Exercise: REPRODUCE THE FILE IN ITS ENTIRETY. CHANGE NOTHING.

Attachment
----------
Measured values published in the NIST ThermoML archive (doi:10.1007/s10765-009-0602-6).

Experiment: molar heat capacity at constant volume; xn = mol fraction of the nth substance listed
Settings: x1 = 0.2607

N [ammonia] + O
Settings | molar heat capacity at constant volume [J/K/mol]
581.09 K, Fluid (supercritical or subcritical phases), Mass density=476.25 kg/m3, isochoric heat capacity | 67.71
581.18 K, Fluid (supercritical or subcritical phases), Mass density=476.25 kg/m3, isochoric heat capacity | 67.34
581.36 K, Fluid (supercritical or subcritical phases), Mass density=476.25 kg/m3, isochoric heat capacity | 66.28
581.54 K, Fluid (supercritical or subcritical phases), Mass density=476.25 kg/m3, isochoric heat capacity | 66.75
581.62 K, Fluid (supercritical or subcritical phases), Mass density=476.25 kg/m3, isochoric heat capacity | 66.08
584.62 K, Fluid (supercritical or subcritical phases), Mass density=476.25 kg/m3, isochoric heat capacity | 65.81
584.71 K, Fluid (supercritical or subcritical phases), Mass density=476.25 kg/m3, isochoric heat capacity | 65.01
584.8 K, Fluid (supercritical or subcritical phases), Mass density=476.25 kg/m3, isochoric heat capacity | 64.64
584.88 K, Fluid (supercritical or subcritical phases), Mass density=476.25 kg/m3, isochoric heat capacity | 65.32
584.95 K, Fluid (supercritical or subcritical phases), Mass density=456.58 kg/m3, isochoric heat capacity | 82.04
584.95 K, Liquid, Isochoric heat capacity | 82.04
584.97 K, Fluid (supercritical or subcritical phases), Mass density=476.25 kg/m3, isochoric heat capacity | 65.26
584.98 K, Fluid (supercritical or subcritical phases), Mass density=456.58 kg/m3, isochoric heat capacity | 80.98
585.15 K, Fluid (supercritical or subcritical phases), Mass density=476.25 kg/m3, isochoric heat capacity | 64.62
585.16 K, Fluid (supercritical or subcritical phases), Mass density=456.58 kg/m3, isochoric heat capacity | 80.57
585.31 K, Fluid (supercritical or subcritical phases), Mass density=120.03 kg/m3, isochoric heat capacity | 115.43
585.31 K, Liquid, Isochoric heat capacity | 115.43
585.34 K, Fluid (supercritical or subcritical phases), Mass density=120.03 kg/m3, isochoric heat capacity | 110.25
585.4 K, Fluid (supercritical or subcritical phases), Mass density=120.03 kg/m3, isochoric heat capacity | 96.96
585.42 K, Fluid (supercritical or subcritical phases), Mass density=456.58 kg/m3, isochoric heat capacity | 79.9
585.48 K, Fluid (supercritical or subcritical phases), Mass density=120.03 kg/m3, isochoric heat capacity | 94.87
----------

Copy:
Measured values published in the NIST ThermoML archive (doi:10.1007/s10765-009-0602-6).

Experiment: molar heat capacity at constant volume; xn = mol fraction of the nth substance listed
Settings: x1 = 0.2607

N [ammonia] + O
Settings | molar heat capacity at constant volume [J/K/mol]
581.09 K, Fluid (supercritical or subcritical phases), Mass density=476.25 kg/m3, isochoric heat capacity | 67.71
581.18 K, Fluid (supercritical or subcritical phases), Mass density=476.25 kg/m3, isochoric heat capacity | 67.34
581.36 K, Fluid (supercritical or subcritical phases), Mass density=476.25 kg/m3, isochoric heat capacity | 66.28
581.54 K, Fluid (supercritical or subcritical phases), Mass density=476.25 kg/m3, isochoric heat capacity | 66.75
581.62 K, Fluid (supercritical or subcritical phases), Mass density=476.25 kg/m3, isochoric heat capacity | 66.08
584.62 K, Fluid (supercritical or subcritical phases), Mass density=476.25 kg/m3, isochoric heat capacity | 65.81
584.71 K, Fluid (supercritical or subcritical phases), Mass density=476.25 kg/m3, isochoric heat capacity | 65.01
584.8 K, Fluid (supercritical or subcritical phases), Mass density=476.25 kg/m3, isochoric heat capacity | 64.64
584.88 K, Fluid (supercritical or subcritical phases), Mass density=476.25 kg/m3, isochoric heat capacity | 65.32
584.95 K, Fluid (supercritical or subcritical phases), Mass density=456.58 kg/m3, isochoric heat capacity | 82.04
584.95 K, Liquid, Isochoric heat capacity | 82.04
584.97 K, Fluid (supercritical or subcritical phases), Mass density=476.25 kg/m3, isochoric heat capacity | 65.26
584.98 K, Fluid (supercritical or subcritical phases), Mass density=456.58 kg/m3, isochoric heat capacity | 80.98
585.15 K, Fluid (supercritical or subcritical phases), Mass density=476.25 kg/m3, isochoric heat capacity | 64.62
585.16 K, Fluid (supercritical or subcritical phases), Mass density=456.58 kg/m3, isochoric heat capacity | 80.57
585.31 K, Fluid (supercritical or subcritical phases), Mass density=120.03 kg/m3, isochoric heat capacity | 115.43
585.31 K, Liquid, Isochoric heat capacity | 115.43
585.34 K, Fluid (supercritical or subcritical phases), Mass density=120.03 kg/m3, isochoric heat capacity | 110.25
585.4 K, Fluid (supercritical or subcritical phases), Mass density=120.03 kg/m3, isochoric heat capacity | 96.96
585.42 K, Fluid (supercritical or subcritical phases), Mass density=456.58 kg/m3, isochoric heat capacity | 79.9
585.48 K, Fluid (supercritical or subcritical phases), Mass density=120.03 kg/m3, isochoric heat capacity | 94.87